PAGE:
- What you perceive as smoke, another person may perceive as mushroom.
- The wine style you choose will allow you to speak with your store or restaurant sommelier in a language they both understand.
- That does not always imply a complementary relationship.
However, in general, consider the prominent taste of the main dish, as well as its character, intensity, and the ratio of fats to acids in relation to the other ingredients. Then select a wine with a style that complements the cuisine you’re serving. Getty
White wine with fish, red wine with meat
Let’s take a look at the much-maligned “white wine with fish, red wine with meat” guideline for a moment. It’s very, very old school, but there are plenty of delectable exceptions to this generalization. However, it is a great beginning place because it embodies the no-fuss, instinctual character of wine and food matching, which makes it a useful starting point. As a result, white wine is served with fish. A mild Chardonnay or Pinot Grigio will have a light texture on the palate and stronger tastes of citrus if you’ve had it before.
White meats such as chicken and turkey are also included in this category of meats.
Those filled with red wine and red meat have a richer, darker, and deeper texture and flavor than plates laden with white wine.
Of course, it’s not always that simple
A Chardonnay from Chablis and a Chardonnay from Napa Valley have certain basic (and quite subtle) tastes and traits in common, but the majority of the stylistic aspects will differ significantly between the two regions. This is true for Pinot Grigio, Sauvignon Blanc, Pinot Noir, Cabernet Sauvignon, Merlot, Syrah, and other wine grapes that are vinified all over the world, as well as for other types of wine grapes. The end style of the wines will be influenced by the climate, soil, and winery procedures used in the production of the wines.
- A light white wine, such as a cool-climate Pinot Grigio or a lean and steely Chablis, would be an excellent complement with grilled fish served with a light drizzle of olive oil, for example.
- When drinking a full-bodied, deeply flavored, oaky wine, the fish may become bland.
- What if it’s drowned in a creamy sauce that’s thick and flavorful?
- It is possible that a richer white wine or a leaner red, such as Pinot Noir, may be a better choice.
- The acidity of the wine therefore becomes a consideration.
- It’s easy to see how this may spiral out of control very rapidly.
Wine and food pairing FAQs
You must take into account the entire impression that the food leaves on the palate. Seasoning will most likely impart a distinct flavor to the meat or poultry, as well as to fish or vegetables, or at the very least take a second seat to the overall texture. What do you think is the most important element? If it’s a stew, does it have a tomato foundation and a high acidity level? Consider a crisp, fragrant white wine such as Sauvignon Blanc, or a light, approachable red such as Lambrusco. Is it more earthy, with mushrooms, garlic, and onions as the main ingredients, as in many sautéed dishes?
Is it a creamy sauce for pasta, or is it a leaner, oil-based sauce for pasta?
A large portion of vegetarian food is derived from herbs found in nature.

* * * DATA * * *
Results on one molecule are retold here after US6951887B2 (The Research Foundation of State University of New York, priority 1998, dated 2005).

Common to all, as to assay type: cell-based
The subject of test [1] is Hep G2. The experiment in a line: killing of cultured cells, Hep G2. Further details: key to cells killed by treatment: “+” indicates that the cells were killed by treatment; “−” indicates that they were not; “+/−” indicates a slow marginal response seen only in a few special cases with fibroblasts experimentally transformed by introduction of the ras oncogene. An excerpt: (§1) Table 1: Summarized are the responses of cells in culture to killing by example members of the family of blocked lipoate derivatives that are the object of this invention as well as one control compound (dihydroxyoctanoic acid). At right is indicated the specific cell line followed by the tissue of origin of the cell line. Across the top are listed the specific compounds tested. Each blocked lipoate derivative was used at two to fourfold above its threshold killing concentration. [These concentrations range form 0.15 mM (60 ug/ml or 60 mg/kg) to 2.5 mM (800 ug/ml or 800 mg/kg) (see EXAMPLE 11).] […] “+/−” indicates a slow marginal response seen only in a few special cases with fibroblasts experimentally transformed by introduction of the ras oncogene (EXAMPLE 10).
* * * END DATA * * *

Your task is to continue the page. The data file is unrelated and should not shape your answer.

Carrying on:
A specific wine style will be recommended by each expert. One handy shortcut is to remember that many foods are of regional origin, and you should absolutely consider the wines from that region. Is it a Tuscan pasta? Select a bottle of Tuscan wine.
What if the dish is extremely spicy and hot?
This will be influenced to some extent by the richness of the meal. As a general rule, you want a white wine that is low in alcohol, high in acidity, and has a hint of sweetness. The acidity will work well with the heat, while the sweetness will help to cool you down a little. (A high-alcohol wine will accentuate the heat of the food while muting the flavor of the wine.) Off-dryRiesling andGewürztraminer are popular pairings with spicy Asian cuisines like as Sichuan, Hunan, Thai, and Indian food, among others.
And, let’s be honest, beer is also useful.
How about very rich, fatty dishes?
When eating fried meals, you want a wine that is crisp, light, or effervescent to cut through the fat. It helps to clear your palate, allowing you to enjoy the flavor of the fish or poultry. When it comes to food and wine pairings, sometimes it’s better to contrast rather than compliment. If the food is creamy and rich, it may cause a rich, creamy wine, such as a warm-climate Chardonnay, to become flabby as a result. An acidic wine might be used to cut through the richness and enable both tastes to come through.
Grilling meats gives them a smokey taste, of course, but it also gives them an earthy flavor. To accompany grilled chicken or fish, choose for a full-bodied white wine such as Sauvignon Blanc or a large, robust red such as Zinfandel for grilled red meat. Most of the time, the oak treatment works nicely with the smokiness of the grilling. Getty
There are two critical questions: What is the level of richness in the dish? (cream sauce, dairy products, and so forth) Is it a cooked or a raw dish? If the meal benefits from the addition of dairy, a more robust wine is recommended—although this is a relative word. Fresh, fragrant white wines with a hint of sweetness will often go well with seafood. Stick to your tried-and-true whites like Riesling and Pinot Grigio, as well as light, easygoing reds like Beaujolais, when it comes to combining wine with veggies.